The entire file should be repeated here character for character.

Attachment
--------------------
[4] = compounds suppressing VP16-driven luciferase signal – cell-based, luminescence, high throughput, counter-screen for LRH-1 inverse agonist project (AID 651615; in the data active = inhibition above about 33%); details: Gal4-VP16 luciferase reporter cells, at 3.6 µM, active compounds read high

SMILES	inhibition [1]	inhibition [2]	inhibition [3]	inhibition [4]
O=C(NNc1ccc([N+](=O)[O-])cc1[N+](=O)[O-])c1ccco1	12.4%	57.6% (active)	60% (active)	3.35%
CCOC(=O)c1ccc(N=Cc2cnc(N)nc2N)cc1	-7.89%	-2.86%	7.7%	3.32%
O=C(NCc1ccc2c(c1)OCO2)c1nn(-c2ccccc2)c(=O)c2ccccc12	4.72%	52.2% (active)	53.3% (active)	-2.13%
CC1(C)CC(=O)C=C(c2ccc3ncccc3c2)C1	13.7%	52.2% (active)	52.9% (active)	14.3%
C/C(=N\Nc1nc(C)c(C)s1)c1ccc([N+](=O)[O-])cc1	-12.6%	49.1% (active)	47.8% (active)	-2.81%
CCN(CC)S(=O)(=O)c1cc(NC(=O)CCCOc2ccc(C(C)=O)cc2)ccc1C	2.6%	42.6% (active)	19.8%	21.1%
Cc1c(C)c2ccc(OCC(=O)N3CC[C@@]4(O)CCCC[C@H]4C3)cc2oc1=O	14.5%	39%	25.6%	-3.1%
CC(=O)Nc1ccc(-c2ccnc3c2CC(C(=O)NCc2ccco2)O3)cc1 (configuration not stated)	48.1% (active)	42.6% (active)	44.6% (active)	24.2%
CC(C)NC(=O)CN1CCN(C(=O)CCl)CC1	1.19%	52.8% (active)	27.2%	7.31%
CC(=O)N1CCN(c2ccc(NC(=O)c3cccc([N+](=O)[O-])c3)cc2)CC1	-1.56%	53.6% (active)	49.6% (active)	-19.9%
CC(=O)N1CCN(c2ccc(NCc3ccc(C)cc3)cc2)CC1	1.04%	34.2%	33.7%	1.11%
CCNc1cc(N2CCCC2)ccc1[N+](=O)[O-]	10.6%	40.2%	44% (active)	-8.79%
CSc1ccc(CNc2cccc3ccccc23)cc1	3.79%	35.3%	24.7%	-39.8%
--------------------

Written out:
[4] = compounds suppressing VP16-driven luciferase signal – cell-based, luminescence, high throughput, counter-screen for LRH-1 inverse agonist project (AID 651615; in the data active = inhibition above about 33%); details: Gal4-VP16 luciferase reporter cells, at 3.6 µM, active compounds read high

SMILES	inhibition [1]	inhibition [2]	inhibition [3]	inhibition [4]
O=C(NNc1ccc([N+](=O)[O-])cc1[N+](=O)[O-])c1ccco1	12.4%	57.6% (active)	60% (active)	3.35%
CCOC(=O)c1ccc(N=Cc2cnc(N)nc2N)cc1	-7.89%	-2.86%	7.7%	3.32%
O=C(NCc1ccc2c(c1)OCO2)c1nn(-c2ccccc2)c(=O)c2ccccc12	4.72%	52.2% (active)	53.3% (active)	-2.13%
CC1(C)CC(=O)C=C(c2ccc3ncccc3c2)C1	13.7%	52.2% (active)	52.9% (active)	14.3%
C/C(=N\Nc1nc(C)c(C)s1)c1ccc([N+](=O)[O-])cc1	-12.6%	49.1% (active)	47.8% (active)	-2.81%
CCN(CC)S(=O)(=O)c1cc(NC(=O)CCCOc2ccc(C(C)=O)cc2)ccc1C	2.6%	42.6% (active)	19.8%	21.1%
Cc1c(C)c2ccc(OCC(=O)N3CC[C@@]4(O)CCCC[C@H]4C3)cc2oc1=O	14.5%	39%	25.6%	-3.1%
CC(=O)Nc1ccc(-c2ccnc3c2CC(C(=O)NCc2ccco2)O3)cc1 (configuration not stated)	48.1% (active)	42.6% (active)	44.6% (active)	24.2%
CC(C)NC(=O)CN1CCN(C(=O)CCl)CC1	1.19%	52.8% (active)	27.2%	7.31%
CC(=O)N1CCN(c2ccc(NC(=O)c3cccc([N+](=O)[O-])c3)cc2)CC1	-1.56%	53.6% (active)	49.6% (active)	-19.9%
CC(=O)N1CCN(c2ccc(NCc3ccc(C)cc3)cc2)CC1	1.04%	34.2%	33.7%	1.11%
CCNc1cc(N2CCCC2)ccc1[N+](=O)[O-]	10.6%	40.2%	44% (active)	-8.79%
CSc1ccc(CNc2cccc3ccccc23)cc1	3.79%	35.3%	24.7%	-39.8%